Whether it’s sitting in a crammed doctor’s office or juggling groceries in a line at Woolworths, the last thing anyone enjoys doing in their spare time is waiting.
What’s required in these situations is patience, a trait that is especially put to the test after choking on hairspray fumes while waiting for a hairdresser to trim a few hairs off your head.
Looking to eliminate the physical wait time at barber shops is SLIKR, a booking app targeted at men which allows its users to enter an online queue for hair appointments. Rather than nestling into a set booking time, the startup wants to offer a more on-the-go, flexible approach for both clients and staff.
Through the app, SLIKR’s “predictive queues” gives users an estimated time as to when a selected barber will be ready for them, updating as each client serviced first enters the online queue, checks in at the store, then checks out when their appointment is over.
According to the startup’s founder, Duane Thompson, SLIKR serves as a way to keep the walk-in style approach a lot of barber shops prefer over the booking systems often used within other beauty services.
Thompson began working on the platform over a year ago, as he looked for a way to develop a service for barber shops that didn’t require set bookings.
The clear downside of the the walk-in system, according Thompson, was the expected notion that there’s no way for a client to track what the wait time is prior to visiting the store, or when it’s a good time to visit.
“We had a look at barber shops that didn’t have a traditional booking system and found there wasn’t a lot out there for shops and owners. SLIKR was made to design an optimised booking system, so we avoid those fixed time slots so the shop gets the most optimised flow of people walking in. We call it queuing ahead,” said Thompson.
As the time-strapped head of a management consultancy firm, Thompson had found it difficult to find the time to get a haircut using the walk-in system of barber shops, particularly when the other option was to eat a meal after a long period of work.
“Sometimes if I did get in, I’d end up getting that dodgy barber in the corner that I didn’t really want,” Thompson joked.
“I thought it would be really cool if I could just get a place in the queue so I could get my lunch and come back. I figured if I could do that, then I could predict the wait time, something which I could put online.”
The entrepreneur added that an online product for barber shops would be fitting for the men’s health beauty industry, which is on the rise as younger generations are more into “products and looks than the older guys”.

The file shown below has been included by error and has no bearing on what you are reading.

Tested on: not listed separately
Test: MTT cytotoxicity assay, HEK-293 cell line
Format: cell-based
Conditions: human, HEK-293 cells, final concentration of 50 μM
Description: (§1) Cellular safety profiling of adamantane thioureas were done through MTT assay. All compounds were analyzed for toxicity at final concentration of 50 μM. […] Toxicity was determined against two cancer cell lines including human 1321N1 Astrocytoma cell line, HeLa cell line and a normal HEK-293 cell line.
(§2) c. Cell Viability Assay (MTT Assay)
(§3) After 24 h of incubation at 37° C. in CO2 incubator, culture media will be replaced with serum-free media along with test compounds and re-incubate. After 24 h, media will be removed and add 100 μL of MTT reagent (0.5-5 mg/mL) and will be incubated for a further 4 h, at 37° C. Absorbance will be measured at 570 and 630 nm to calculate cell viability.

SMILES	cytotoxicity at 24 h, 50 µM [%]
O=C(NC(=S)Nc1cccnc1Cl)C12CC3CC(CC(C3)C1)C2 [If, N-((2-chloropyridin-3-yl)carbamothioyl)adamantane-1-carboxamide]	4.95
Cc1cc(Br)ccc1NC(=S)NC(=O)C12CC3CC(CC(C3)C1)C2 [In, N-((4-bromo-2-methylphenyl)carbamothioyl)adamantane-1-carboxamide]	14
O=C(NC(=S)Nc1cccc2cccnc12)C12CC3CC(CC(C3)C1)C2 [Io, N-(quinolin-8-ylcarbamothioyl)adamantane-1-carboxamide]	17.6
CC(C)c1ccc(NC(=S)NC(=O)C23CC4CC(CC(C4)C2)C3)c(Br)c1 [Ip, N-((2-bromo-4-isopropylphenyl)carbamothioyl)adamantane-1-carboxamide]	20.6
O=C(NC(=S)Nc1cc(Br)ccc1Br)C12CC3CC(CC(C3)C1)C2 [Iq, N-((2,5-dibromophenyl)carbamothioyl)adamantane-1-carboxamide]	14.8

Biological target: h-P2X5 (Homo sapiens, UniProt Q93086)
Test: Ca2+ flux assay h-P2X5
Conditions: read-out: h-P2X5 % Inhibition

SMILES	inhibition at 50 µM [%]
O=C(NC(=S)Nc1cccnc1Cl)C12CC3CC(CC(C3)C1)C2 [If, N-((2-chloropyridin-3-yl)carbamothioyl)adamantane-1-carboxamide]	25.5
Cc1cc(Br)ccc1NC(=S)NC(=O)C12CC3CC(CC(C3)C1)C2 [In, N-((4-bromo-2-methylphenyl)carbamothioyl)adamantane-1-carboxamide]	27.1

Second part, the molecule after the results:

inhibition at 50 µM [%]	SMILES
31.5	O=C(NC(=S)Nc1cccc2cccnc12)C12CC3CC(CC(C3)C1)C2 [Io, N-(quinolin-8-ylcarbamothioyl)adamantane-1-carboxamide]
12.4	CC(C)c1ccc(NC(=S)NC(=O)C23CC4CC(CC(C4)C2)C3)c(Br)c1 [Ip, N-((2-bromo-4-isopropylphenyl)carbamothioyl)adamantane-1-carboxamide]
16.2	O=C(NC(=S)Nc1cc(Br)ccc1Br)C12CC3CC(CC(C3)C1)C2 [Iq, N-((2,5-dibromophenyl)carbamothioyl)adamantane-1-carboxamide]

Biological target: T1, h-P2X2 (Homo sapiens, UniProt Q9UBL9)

Also, existing solutions in the market for beauty services tended to have a target audience of women in mind, meaning there wasn’t yet a platform aimed at walk-in barber shops.
“I was wondering if there enough people like me to make this service financially viable, so I did my research,” said Thompson.
“For a shop, I saw a way for them to build data on their clients and staff that they couldn’t previously access, and identify actual performance problems. They could then really improve their business.”
Launching the MVP in March last year, the startup looked to Thompson’s local barber shop as a testing ground to help solidify the app’s features, supported by two angel investors.
Now in market, the app is available to barber shops, who access the platform through a “kiosk” set up in the store run through a tablet device, as well as through employee logins on the mobile app.
As a customer queues into a store, the admin platform will update with their information, allowing the staff to digitally check them off the waiting list when they arrive in store and finish their appointment.
Customers are able to download and sign up to the app for free, using location services to detect which SLIKR barber stores are within a 20 kilometre radius, or a search bar to find a particular name.
Each store displays the average wait time for a haircut, with users able to tap into for more information about the store’s location, reviews, and the individual waiting time for each staff member.
“The reviews are then aggregated for an overall score of the barber. Users can then check in and see updates to the queue in real time,” explained Thompson.
Queuing through the app costs a 75 cent fee, while store payments are still made at the store. Thompson said the startup is now looking to connect other beauty offerings, including nails and body services, to the platform, as the business looks to serve new locations.
“Most of the shops are here in Queensland, and we also have a couple in Melbourne and Perth. We also were recently approached by someone from Ireland who wanted a similar product there, so we’re just in the final stages of getting the platform ready to distribute there,” said Thompson.
The founder added that SLIKR is also looking to leverage its platform to offer a service to beauty retail brands that will help them promote their items in stores through loyalty programs and data.
To help guide the business forward, the startup recently added Ex-McDonald’s Chief Information Officer for Australia and New Zealand, Henry Shiner, to its board.
“We’ll [also] look to funding to take the business to the next level and work on the planned features,” he said.
Image: Duane Thompson (left) & Henry Shiner. Source: Supplied.